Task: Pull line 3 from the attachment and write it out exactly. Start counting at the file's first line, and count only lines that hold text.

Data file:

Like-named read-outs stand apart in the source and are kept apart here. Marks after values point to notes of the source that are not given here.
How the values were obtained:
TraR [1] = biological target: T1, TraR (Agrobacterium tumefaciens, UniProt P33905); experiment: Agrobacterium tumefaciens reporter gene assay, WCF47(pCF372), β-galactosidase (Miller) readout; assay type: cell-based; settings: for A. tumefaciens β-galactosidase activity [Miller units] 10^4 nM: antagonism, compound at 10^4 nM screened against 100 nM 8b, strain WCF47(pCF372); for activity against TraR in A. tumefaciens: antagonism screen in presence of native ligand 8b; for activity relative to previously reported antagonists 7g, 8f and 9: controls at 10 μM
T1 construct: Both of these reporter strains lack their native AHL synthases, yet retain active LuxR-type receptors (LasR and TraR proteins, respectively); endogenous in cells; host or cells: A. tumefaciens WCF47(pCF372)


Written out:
TraR [1] = biological target: T1, TraR (Agrobacterium tumefaciens, UniProt P33905); experiment: Agrobacterium tumefaciens reporter gene assay, WCF47(pCF372), β-galactosidase (Miller) readout; assay type: cell-based; settings: for A. tumefaciens β-galactosidase activity [Miller units] 10^4 nM: antagonism, compound at 10^4 nM screened against 100 nM 8b, strain WCF47(pCF372); for activity against TraR in A. tumefaciens: antagonism screen in presence of native ligand 8b; for activity relative to previously reported antagonists 7g, 8f and 9: controls at 10 μM